Author: Sarayu Srinivasan

The Tyranny and Terror of Proper Recyling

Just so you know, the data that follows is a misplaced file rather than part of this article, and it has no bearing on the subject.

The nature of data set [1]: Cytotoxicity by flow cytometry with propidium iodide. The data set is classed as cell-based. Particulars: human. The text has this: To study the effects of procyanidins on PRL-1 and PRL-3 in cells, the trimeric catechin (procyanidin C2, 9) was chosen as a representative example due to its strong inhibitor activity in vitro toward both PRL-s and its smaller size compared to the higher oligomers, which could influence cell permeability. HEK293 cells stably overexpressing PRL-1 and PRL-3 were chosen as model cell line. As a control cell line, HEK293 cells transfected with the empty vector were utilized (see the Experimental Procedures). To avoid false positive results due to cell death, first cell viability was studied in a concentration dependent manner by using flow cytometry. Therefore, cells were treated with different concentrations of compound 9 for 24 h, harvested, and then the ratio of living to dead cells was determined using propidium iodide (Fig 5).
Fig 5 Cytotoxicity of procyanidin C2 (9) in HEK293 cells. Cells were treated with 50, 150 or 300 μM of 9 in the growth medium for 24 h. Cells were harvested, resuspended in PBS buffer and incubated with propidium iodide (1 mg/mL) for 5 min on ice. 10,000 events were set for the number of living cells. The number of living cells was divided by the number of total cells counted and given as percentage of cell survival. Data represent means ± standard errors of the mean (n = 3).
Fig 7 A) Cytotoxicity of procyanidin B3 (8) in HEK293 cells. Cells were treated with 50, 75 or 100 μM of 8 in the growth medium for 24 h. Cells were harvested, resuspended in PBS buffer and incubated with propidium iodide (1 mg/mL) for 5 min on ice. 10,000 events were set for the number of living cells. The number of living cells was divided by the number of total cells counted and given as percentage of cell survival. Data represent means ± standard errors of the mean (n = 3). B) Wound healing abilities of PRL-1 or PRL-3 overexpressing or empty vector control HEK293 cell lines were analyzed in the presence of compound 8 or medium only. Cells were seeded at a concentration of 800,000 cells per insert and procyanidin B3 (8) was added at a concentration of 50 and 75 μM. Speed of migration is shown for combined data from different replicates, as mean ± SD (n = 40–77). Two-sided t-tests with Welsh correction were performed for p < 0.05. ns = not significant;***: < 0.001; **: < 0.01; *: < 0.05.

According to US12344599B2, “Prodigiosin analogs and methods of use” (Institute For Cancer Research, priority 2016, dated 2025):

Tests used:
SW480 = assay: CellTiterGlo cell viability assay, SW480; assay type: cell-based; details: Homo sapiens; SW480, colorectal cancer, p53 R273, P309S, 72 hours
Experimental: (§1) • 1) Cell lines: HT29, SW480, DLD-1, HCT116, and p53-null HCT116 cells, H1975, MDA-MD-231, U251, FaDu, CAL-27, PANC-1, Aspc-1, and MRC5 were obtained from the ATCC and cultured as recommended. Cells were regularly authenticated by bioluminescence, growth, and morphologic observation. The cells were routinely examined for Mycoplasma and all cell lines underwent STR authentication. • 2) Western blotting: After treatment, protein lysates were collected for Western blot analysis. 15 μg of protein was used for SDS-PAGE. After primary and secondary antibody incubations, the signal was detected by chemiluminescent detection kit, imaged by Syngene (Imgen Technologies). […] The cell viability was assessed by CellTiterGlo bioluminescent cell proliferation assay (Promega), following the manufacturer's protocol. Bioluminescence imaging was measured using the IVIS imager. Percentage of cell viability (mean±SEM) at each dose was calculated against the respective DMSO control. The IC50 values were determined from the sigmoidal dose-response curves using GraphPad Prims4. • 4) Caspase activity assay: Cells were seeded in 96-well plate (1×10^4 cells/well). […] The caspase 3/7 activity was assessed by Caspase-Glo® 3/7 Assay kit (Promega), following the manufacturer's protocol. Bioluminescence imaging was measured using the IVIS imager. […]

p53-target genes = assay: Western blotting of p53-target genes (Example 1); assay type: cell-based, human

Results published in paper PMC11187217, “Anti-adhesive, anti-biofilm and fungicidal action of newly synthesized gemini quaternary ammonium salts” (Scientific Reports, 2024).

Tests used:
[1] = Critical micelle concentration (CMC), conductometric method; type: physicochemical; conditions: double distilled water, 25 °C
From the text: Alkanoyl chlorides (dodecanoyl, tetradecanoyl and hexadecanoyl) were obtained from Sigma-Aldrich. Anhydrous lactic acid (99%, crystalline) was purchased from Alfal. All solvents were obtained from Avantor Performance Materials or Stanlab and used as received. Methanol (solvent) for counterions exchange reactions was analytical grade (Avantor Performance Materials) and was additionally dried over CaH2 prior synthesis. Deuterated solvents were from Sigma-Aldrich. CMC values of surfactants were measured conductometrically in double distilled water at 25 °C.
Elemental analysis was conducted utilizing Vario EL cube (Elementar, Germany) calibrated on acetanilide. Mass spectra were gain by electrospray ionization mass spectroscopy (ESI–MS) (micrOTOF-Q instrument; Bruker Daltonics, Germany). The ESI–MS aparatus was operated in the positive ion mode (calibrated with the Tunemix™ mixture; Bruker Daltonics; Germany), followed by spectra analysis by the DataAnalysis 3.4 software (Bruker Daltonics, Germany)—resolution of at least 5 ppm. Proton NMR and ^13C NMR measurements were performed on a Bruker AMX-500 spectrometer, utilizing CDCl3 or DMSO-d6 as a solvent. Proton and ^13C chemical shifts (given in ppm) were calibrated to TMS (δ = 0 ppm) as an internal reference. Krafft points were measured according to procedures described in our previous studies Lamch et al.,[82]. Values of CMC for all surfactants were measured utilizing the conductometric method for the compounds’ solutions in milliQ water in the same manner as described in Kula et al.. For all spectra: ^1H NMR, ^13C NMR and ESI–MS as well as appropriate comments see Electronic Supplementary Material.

I live in fear throughout the year. I live in fear of trash. And trash receptacles. The refuse chute. Trash cans. Garbage bags. Those misleadingly cheery green and blue plastic bins with imprinted arrows, infinitely chasing each other in a relationship that will never be consummated, forever and ever and ever. This phobia began when recycling laws went into effect in our hometown. My mother took the rules very seriously. We’d hear her asides about the trash habits of our neighbors, who, without a care in the world, would cavalierly fling empty pizza boxes into the bins marked “Glass Only.” There were only a half-dozen bins marked “Paper Only” waiting to accept their refuse, but no, these thoughtless yuppies tossed their artisan Otto’s Pizza boxes into the bins reserved for glass. Every evening, for as long as I could remember, newspapers, plastic, boxes, cardboard and metal bric-a-brac were separated and dutifully carried to the green square cans labeled “Paper,” “Metal” or “Plastic” on the curb, first by my Father, and then, later, by us kids. …